Amazon.com launched its initiative, “Frustration-Free Packaging,” to combat what it calls ‘Wrap Rage’ in 2008 as CEO Jeff Bezos spent too much time unwrapping gifts for his kids one holiday. Check out Amazon’s video, Fighting Wrap Rage.
Just recently, Amazon.com announced it has 80,000 products signed up to the plan that also reduces the amount of packaging – so it’s good for customers, the environment, and manufacturers. So it would seem valid benefits all around, right? Certainly, human beings deserve better packaging. Who’d argue?
Still, who knew “wrap rage” was such a pervasive affliction? Sure, unwrapping toys makes me feel a bit incompetent as a parent – which makes for a humbling experience as your child watches you grapple with the infinite number of twist ties. Yet, it’s part of the Christmas morning ritual at our house – package wrangling. And believe me, I know how to show that packaging who’s boss (or at least fake it so my kid still has respect for me). Hey, I shop at Ikea and if I can beat product assembly into submission, then I can master unwrapping and unfriendly packaging.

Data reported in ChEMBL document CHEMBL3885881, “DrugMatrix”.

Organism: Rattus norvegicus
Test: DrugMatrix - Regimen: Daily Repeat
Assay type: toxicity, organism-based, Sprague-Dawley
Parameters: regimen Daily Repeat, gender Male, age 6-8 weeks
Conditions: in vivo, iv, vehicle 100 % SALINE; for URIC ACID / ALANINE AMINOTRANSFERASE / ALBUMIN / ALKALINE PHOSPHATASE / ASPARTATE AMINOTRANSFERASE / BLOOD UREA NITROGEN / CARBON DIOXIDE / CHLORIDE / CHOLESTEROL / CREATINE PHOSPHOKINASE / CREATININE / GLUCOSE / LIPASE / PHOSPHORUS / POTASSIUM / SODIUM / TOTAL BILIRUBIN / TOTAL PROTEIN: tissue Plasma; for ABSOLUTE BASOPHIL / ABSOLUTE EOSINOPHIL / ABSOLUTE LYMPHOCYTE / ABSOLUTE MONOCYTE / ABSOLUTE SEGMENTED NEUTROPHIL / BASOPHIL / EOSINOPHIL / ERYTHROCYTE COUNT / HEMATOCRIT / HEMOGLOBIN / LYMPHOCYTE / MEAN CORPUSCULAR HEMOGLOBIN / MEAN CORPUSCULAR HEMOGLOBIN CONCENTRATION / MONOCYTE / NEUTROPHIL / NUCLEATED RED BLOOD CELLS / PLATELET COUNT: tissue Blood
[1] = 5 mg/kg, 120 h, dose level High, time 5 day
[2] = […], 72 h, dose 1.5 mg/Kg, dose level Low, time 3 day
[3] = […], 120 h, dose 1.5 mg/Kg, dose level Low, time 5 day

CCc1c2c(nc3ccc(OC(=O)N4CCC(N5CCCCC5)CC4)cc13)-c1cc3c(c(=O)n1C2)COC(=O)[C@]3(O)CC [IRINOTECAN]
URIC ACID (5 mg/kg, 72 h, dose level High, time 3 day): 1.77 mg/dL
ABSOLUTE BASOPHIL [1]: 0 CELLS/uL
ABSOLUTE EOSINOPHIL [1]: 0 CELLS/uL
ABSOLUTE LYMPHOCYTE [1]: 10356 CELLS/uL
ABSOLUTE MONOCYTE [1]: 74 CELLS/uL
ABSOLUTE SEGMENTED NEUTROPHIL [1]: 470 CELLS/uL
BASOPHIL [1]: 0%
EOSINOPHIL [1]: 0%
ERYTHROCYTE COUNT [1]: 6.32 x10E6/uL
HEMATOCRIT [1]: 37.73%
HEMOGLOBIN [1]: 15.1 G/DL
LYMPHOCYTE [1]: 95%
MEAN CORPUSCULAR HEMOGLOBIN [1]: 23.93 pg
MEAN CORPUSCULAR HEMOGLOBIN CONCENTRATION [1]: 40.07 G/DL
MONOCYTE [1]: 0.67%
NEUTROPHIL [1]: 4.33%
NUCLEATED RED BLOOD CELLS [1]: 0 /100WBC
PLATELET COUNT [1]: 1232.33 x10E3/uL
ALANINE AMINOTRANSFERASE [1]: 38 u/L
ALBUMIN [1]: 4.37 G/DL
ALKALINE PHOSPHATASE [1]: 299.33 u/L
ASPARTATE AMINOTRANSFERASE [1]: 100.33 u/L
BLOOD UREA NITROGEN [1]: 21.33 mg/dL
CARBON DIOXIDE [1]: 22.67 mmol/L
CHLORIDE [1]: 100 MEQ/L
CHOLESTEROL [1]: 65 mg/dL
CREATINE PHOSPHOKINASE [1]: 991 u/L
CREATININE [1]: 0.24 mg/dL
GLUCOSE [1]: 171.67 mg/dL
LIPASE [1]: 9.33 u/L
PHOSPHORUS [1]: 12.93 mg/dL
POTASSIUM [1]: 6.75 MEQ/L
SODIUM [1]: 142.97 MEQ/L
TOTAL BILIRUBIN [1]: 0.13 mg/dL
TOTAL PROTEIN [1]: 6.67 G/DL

I like the idea of frustration-free packaging. Amazon looked at the entire customer experience and actually made improvements that add value. That’s true. And, if we believe the press, it looks as though this initiative also benefits the environment: frustration-free means fewer materials are used and, thus, less material that ends up in land-fills. Kudos to Amazon for “influencing” manufacturers to innovate. Is it human? It seems to be.
My only question: why isn’t Amazon.com doing more to promote this program? And why aren’t more manufacturers doing this with in-store packaging already? Why isn’t more packaging this way? This is a great example of end to end customer experience design that addresses a real human need and does add value, rather than just making an interesting marketing “gimmick.” Granted it addresses a ‘human need’ that wasn’t extremely painful on the spectrum of life challenges (and not that any of us would admit it!), but one that certainly exists none the less.
Still frustrated? Take it out on that packaging. Hey, it knows what it did!